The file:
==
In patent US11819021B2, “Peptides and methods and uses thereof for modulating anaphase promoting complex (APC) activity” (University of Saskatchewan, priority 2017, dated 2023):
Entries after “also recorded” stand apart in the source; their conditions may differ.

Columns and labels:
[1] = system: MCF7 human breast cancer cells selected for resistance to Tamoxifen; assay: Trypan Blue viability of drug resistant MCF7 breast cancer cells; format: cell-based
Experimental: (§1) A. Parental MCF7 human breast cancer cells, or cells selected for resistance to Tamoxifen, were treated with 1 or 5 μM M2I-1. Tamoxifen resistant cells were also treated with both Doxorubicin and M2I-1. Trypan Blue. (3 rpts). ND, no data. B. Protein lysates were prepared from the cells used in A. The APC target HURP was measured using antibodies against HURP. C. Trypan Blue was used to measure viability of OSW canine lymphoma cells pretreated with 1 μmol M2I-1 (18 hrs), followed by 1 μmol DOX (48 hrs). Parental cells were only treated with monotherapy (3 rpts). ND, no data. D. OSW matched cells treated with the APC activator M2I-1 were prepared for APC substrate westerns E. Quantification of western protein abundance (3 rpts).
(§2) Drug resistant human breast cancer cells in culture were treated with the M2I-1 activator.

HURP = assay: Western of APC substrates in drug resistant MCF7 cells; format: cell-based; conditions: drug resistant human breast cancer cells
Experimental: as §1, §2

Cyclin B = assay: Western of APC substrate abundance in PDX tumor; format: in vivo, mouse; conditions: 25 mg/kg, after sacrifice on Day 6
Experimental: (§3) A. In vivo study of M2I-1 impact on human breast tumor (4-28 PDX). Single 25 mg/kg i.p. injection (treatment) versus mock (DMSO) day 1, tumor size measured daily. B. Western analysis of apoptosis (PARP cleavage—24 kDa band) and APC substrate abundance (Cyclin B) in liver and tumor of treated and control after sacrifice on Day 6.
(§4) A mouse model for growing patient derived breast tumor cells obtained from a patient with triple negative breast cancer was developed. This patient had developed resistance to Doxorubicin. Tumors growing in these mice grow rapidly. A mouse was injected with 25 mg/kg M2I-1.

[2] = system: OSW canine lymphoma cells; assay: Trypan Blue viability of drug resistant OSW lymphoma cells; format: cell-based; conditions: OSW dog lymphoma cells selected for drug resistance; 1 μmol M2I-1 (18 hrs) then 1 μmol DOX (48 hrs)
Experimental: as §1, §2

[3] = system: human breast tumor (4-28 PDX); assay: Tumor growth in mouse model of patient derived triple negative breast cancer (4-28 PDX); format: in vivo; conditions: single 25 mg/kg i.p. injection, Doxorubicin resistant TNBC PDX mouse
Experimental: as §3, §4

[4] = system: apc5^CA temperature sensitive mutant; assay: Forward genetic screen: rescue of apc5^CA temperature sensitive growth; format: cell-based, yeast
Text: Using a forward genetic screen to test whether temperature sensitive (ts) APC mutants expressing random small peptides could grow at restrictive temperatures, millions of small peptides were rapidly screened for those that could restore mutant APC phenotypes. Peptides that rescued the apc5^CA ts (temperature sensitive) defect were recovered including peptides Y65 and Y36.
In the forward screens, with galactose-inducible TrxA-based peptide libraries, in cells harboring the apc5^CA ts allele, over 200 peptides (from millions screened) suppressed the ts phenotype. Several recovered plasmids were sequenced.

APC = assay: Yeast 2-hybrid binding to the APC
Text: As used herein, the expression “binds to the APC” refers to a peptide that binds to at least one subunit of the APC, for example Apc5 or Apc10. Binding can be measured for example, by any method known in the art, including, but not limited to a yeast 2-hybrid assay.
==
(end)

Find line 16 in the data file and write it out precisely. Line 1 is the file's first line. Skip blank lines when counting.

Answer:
[4] = system: apc5^CA temperature sensitive mutant; assay: Forward genetic screen: rescue of apc5^CA temperature sensitive growth; format: cell-based, yeast